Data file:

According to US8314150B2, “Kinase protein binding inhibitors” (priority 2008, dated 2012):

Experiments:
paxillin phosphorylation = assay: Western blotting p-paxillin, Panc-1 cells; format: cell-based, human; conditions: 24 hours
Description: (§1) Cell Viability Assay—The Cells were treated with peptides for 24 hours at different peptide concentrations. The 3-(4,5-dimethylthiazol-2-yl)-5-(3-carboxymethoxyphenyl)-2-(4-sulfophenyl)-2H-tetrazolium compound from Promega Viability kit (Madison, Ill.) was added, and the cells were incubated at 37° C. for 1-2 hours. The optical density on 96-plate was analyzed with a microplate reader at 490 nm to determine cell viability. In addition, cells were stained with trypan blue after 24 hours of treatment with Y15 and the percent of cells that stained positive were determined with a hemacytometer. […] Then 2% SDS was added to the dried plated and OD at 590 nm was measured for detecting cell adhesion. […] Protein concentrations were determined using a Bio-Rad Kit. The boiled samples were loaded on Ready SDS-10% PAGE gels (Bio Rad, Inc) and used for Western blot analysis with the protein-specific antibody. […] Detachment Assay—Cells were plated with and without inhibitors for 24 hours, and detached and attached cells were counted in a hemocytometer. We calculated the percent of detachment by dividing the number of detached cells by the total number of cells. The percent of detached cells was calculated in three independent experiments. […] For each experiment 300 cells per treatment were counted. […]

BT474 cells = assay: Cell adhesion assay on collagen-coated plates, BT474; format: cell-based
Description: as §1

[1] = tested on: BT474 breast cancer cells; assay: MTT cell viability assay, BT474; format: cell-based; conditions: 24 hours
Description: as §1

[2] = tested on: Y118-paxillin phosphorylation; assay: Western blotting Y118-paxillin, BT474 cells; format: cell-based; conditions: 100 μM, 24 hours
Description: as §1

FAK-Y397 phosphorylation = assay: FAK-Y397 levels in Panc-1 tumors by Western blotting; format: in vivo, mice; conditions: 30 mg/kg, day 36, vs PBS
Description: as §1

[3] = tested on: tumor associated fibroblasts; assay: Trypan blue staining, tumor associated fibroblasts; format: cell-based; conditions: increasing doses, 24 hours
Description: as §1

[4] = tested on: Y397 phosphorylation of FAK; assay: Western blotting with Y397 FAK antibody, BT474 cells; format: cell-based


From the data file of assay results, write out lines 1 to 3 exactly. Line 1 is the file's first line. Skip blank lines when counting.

According to US8314150B2, “Kinase protein binding inhibitors” (priority 2008, dated 2012):

Experiments:
paxillin phosphorylation = assay: Western blotting p-paxillin, Panc-1 cells; format: cell-based, human; conditions: 24 hours